You are quite right. A technical correction, however:
In all of these, the annoyance is felt at 'speech time' (ST). The act (or failure to act) which causes the annoyance occurs at 'event time' (ET).
You could look more cheerful. - Hermione is annoyed now (ST) because Harry does not now (ET) look more cheerful.
You might have told me! - The speaker is annoyed now (ST) because the person she is speaking to did not then (ET) tell her what she needed to know.
'Reference time' (RT) does not come into play here, because ET = RT. RT is invoked only when a relative time is expressed - in effect, only when a perfect aspect is involved.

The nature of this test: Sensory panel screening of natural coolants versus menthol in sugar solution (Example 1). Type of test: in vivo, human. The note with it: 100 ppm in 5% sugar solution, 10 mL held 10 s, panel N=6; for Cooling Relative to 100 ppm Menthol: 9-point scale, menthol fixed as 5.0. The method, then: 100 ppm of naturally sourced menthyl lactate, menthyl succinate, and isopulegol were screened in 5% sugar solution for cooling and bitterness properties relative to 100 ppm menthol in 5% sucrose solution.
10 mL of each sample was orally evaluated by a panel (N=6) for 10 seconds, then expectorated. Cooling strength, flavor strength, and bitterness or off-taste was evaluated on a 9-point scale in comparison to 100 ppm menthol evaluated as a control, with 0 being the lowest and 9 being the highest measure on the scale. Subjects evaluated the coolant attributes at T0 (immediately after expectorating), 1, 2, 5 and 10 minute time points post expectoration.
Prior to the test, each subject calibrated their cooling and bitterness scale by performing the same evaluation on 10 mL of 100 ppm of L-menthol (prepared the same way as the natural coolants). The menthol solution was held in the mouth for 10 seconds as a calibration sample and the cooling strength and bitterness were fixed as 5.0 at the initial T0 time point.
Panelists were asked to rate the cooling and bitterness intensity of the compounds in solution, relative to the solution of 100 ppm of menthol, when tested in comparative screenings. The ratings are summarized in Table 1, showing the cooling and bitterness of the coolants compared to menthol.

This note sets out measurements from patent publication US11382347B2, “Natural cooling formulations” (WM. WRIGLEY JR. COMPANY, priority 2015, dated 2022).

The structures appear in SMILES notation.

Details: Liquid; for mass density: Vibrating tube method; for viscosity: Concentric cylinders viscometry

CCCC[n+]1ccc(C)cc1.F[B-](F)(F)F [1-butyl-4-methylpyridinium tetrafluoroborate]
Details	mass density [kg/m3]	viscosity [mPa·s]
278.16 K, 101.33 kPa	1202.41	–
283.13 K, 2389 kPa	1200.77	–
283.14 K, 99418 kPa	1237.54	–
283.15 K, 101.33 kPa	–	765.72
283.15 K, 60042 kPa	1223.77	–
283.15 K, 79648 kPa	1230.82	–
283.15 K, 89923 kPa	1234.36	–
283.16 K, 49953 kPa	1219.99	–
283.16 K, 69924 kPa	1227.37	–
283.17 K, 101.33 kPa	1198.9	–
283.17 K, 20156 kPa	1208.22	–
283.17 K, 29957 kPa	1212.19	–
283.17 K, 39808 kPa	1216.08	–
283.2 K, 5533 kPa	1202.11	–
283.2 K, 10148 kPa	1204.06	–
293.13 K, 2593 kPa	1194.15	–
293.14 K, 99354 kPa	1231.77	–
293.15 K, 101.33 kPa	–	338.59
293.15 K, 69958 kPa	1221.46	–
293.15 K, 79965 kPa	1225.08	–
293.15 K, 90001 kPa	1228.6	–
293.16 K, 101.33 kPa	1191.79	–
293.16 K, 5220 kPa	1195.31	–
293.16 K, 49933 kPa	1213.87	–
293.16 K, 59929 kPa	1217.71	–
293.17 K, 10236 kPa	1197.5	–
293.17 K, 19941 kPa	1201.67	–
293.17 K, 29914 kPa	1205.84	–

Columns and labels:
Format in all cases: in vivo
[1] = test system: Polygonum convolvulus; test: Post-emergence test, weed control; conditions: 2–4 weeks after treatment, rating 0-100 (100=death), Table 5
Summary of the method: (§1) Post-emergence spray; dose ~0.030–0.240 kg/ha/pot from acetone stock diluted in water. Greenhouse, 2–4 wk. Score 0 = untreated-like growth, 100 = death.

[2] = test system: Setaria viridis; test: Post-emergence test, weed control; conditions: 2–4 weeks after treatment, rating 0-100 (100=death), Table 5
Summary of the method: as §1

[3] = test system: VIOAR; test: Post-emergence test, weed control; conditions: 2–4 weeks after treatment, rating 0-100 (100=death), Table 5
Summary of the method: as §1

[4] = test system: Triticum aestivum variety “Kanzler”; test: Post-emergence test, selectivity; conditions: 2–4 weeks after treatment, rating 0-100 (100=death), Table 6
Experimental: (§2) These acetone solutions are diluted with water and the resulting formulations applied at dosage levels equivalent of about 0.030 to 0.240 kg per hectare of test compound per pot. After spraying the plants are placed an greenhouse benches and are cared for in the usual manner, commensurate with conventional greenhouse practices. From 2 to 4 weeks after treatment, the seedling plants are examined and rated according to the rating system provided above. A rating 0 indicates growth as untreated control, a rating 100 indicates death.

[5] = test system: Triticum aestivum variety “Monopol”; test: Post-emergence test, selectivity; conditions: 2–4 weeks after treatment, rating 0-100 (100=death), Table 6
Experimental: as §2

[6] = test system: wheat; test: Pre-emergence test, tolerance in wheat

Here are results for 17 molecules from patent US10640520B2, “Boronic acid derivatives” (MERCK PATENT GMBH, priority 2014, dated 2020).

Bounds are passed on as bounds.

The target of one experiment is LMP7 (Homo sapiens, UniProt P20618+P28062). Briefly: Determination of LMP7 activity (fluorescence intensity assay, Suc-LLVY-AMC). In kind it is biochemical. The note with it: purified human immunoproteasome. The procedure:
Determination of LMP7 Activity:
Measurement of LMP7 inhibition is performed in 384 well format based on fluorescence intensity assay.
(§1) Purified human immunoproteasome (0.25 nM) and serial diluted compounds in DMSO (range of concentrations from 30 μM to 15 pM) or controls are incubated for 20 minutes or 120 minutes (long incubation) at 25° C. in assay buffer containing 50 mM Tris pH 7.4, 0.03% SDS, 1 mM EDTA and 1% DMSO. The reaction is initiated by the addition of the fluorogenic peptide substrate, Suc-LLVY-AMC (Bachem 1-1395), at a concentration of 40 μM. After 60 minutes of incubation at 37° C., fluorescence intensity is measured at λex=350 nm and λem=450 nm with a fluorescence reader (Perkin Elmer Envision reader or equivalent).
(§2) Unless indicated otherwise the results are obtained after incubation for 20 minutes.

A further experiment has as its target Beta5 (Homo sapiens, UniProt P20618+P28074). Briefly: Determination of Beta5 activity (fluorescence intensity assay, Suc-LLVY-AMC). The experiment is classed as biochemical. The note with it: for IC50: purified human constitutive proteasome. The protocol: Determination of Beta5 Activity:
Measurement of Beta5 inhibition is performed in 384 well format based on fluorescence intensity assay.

And note that with these irrealis (unreal) modals in past form with present reference, it is impossible to express perfect aspect, because these modals have no participles. In fact, if we want to backshift these utterances, we have to carry them unchanged into the past:
Hermione was annoyed. She felt that Harry might look more cheerful.
I was annoyed. I felt that you might have told me!
When MODALPAST has ST reference, the construction MODALPAST + have + VERBPAST PARTICIPLE, although it employs a 'perfect' construction, does not express perfect aspect but only 'anteriority', pastness.
This is just one more case where the evolving use of modals has thrown a monkey wrench* into the grammatical works.
* BrE = 'spanner'